Having left the teaching profession last year, there is a lot in Some Kids I Taught and What They Taught Me by Kate Clanchy that resonated with me. I’ve struggled to articulate my reasons for leaving last autumn. I’d spent the best part of my life wanting to be a teacher. If I ever wavered from teaching as my career of choice, I soon found myself coming round to it again. I idealised the job based on my own positive experiences of my primary school teachers who had made it look so easy to command the attention of what had probably been quite a difficult class. Reading Clanchy’s book has helped me come to terms with the reasons I had for leaving it behind and confidence that I could return some day.
I went into teaching starry eyed and optimistic about the difference I could make. I soon found I was constrained by a curriculum that was supposed to inspire teachers. Every lesson had to have a learning intention and a success criteria. But as any teachers reading this will be aware, lessons can often be derailed and can go off on a complete tangent. Is it still a successful lesson if the children have learned something, but not what they were ‘supposed’ to have learned? Teachers are essentially poorly paid project managers now. Your success as a teacher depends on meeting the outcomes. Certainly when I was a child, they inspired us and genuinely responded to what we wanted to learn about. I remember being nine years old and coming home from school to see a plane hitting the Twin Towers in America, struggling to understand why. Instead of the English lesson my teacher had planned for that morning, she openly discussed the whats and whys, helping us come to terms with what we saw. Are we able to do that now within the constraints of the curriculum? Probably not.
Some Kids made me remember the brilliant innocence of children – especially the Scottish ones who were convinced you could catch AIDS from a book about AIDS. Not much changes. Children in Scotland are still as self – conscious when it comes to education. Clanchy’s book won the Orwell Prize for Political Writing last month. It might seem strange that a book about schools and children would win a prize for political writing. The reason why Some Kids clinched the Orwell prize is because fundamentally, teaching is one of the most political careers there is. Every government has an agenda when it comes to education. Who can forget Michael Gove’s controversial reforms to education that saw the introduction of free schools and academies? And of course, the more recent scandal in education where thousands of pupils across the UK had their exam results downgraded from their teachers’ predictions by an algorithm. The teaching profession is haemorraghing. It’s little wonder.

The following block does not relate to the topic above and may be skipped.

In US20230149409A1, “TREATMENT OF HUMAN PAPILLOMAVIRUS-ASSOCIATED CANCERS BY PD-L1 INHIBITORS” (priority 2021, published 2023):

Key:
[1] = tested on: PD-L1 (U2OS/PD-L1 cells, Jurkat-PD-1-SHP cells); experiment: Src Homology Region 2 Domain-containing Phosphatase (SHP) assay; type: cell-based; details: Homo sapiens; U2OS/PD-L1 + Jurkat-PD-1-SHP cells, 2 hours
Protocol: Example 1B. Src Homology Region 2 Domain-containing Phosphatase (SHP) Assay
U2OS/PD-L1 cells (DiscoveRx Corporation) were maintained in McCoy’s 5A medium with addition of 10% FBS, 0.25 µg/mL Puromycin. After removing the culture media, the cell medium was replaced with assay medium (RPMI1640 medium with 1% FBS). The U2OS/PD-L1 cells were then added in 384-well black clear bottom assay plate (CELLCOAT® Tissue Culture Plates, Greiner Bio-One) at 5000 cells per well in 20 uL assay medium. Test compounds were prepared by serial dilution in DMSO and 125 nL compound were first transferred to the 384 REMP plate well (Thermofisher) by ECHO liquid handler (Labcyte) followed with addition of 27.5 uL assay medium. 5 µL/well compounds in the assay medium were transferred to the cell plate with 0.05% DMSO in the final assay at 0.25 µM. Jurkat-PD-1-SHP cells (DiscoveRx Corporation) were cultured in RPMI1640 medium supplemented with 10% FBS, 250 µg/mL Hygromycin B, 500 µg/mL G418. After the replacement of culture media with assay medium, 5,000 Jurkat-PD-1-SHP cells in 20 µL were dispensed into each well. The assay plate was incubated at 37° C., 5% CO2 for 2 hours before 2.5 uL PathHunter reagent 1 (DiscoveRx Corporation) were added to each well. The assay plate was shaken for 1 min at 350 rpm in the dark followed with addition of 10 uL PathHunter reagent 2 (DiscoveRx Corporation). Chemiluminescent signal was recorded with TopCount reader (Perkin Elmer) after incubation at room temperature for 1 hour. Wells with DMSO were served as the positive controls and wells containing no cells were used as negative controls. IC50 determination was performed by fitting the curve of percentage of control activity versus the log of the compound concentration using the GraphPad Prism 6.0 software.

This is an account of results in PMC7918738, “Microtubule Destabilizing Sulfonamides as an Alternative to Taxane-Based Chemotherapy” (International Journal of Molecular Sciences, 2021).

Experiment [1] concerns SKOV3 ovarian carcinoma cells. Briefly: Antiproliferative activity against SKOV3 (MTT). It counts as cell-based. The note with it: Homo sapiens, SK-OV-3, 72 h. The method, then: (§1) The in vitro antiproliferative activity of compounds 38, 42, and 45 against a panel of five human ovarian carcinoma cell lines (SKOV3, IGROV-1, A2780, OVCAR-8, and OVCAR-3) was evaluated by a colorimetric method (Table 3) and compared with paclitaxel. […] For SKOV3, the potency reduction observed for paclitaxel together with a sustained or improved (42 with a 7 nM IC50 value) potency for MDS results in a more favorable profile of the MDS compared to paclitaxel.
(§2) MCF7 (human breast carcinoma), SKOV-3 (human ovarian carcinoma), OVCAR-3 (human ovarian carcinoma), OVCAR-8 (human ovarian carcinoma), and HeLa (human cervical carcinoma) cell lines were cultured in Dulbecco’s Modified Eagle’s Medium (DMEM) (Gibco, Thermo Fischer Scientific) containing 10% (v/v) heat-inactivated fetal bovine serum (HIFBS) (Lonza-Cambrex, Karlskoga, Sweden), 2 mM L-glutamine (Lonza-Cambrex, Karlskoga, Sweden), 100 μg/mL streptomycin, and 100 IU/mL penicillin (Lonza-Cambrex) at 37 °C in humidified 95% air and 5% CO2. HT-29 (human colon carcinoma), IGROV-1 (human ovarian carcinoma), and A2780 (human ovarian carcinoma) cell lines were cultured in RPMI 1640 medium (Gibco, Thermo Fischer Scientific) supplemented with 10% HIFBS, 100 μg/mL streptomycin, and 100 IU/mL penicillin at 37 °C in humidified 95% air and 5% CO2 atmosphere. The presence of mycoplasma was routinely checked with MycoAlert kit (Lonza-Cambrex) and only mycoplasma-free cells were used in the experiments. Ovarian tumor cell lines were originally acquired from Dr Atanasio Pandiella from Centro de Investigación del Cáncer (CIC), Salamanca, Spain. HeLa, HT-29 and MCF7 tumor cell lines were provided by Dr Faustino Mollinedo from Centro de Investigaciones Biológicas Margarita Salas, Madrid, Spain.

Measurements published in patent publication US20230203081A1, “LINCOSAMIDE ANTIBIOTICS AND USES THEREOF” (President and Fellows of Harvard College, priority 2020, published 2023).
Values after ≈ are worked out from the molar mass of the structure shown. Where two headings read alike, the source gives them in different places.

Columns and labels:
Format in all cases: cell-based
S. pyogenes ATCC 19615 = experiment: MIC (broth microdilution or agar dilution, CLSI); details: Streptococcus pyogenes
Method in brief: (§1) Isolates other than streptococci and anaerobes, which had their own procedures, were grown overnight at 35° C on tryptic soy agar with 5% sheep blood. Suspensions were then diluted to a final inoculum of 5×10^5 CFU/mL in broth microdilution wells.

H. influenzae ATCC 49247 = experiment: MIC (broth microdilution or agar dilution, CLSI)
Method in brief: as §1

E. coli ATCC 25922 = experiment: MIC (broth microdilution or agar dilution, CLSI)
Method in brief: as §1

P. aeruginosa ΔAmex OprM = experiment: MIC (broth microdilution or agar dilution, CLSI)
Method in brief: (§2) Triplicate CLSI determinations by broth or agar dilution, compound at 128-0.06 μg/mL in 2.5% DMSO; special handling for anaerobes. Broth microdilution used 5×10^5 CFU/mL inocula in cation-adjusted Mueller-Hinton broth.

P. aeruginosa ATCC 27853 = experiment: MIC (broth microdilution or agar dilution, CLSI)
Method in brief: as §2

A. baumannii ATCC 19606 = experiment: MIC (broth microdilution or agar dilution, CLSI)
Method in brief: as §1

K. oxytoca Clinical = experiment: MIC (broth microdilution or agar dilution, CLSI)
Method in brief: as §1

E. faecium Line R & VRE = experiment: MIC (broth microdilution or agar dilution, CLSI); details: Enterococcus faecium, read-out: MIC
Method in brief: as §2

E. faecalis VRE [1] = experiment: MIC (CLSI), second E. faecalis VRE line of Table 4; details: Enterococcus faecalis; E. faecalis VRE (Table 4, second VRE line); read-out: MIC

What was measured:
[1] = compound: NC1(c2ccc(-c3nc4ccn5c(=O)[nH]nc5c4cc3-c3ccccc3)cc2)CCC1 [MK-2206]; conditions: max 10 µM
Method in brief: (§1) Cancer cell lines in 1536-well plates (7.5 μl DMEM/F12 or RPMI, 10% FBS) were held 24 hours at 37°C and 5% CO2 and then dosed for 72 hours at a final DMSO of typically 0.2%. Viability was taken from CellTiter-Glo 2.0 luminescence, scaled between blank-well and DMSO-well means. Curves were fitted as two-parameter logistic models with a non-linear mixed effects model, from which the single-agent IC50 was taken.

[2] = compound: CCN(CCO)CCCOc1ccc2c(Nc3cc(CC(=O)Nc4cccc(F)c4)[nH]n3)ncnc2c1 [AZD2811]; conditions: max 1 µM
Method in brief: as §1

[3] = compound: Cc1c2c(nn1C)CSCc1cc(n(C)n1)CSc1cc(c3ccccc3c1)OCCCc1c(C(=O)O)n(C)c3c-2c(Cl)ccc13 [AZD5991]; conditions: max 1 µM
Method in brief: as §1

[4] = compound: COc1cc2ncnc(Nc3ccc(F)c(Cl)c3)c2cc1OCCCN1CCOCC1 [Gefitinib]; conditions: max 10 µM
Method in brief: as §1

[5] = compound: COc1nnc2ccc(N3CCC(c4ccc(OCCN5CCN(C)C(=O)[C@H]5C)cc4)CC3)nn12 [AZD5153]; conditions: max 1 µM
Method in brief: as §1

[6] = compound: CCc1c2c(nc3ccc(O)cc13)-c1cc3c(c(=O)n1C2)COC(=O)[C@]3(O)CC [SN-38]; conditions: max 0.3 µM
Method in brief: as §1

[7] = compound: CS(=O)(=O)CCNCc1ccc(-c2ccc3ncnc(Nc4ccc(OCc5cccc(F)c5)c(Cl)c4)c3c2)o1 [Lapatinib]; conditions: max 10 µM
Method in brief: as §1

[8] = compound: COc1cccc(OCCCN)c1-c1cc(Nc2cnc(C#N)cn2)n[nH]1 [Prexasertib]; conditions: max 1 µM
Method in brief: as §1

You see how political decisions affect children throughout the book. Some of the most inspiring passages come from Clanchy’s relationships with children who have come from refugee or asylum seeker backgrounds. Clanchy doesn’t shy away from the fact she is a liberal do-gooder who wants to give these children chances they might not otherwise have had. Clanchy does what all good teachers do – she makes her English lessons relevant to the children. Would the children who went on to university have had the opportunity to do so within the context of today’s curriculum?
There is also an all – encompassing theme of class running throughout the book. Clanchy is determined to stop the self fulfilling prophecy that poorer children do not do as well as their more affluent counterparts. She encourages children who might never have thought about university before to consider applying. She looks in on children who haven’t been present at school for a while. She goes to the home of one of her pupils so her mother can sign a permission slip for a trip and is shocked that on a Saturday afternoon, she is still in her school uniform. I found subtle inferences to poverty when I taught. The young boy who came to school late most mornings because his parents worked shifts, so getting up at half past seven to take the children to school wasn’t a priority. He would also frequently wear jeans because his sole pair of school trousers were in the wash. There was also the boy who didn’t have any school shoes and came to school in his sandshoes. Even in the winter. It is therefore even more infuriating that we put constraints on the curriculum because it means only the affluent children have the means to navigate it.
Clanchy’s book gave me hope that I might one day be able to return to the profession. She articulates very well the reasons that I had for ultimately leaving the career. I felt that education was no longer for the sole benefit of the children. Did children really need to know what the “learning intention” was for every single lesson? Like Clanchy, I always felt this constrained me and actually limited the teaching I could offer my children. As any teachers will know, lessons can often derail because of one child’s thoughtful question. Her prose is full of love for the children she teaches. Perhaps a decade or so ago, this might have been frowned upon, but it’s back in vogue at teacher training institutions. And we do love our pupils. Clanchy’s sensitive descriptions of her nurture group moonlighting as a poetry club brought back memories of the children I taught and loved.
There have been a couple of memoirs written by teachers showing the negatives – the pointless lesson plan templates, the useless learning intentions, objectives and success criterias, the marking, the terrible behaviour, the stress and the anxiety. But Clanchy’s memoir is refreshing because it reminds teachers why they chose their career. It certainly reminds me why I entered the profession, but it also helped me come to terms with why I left.
Words by Lauren Gilmour
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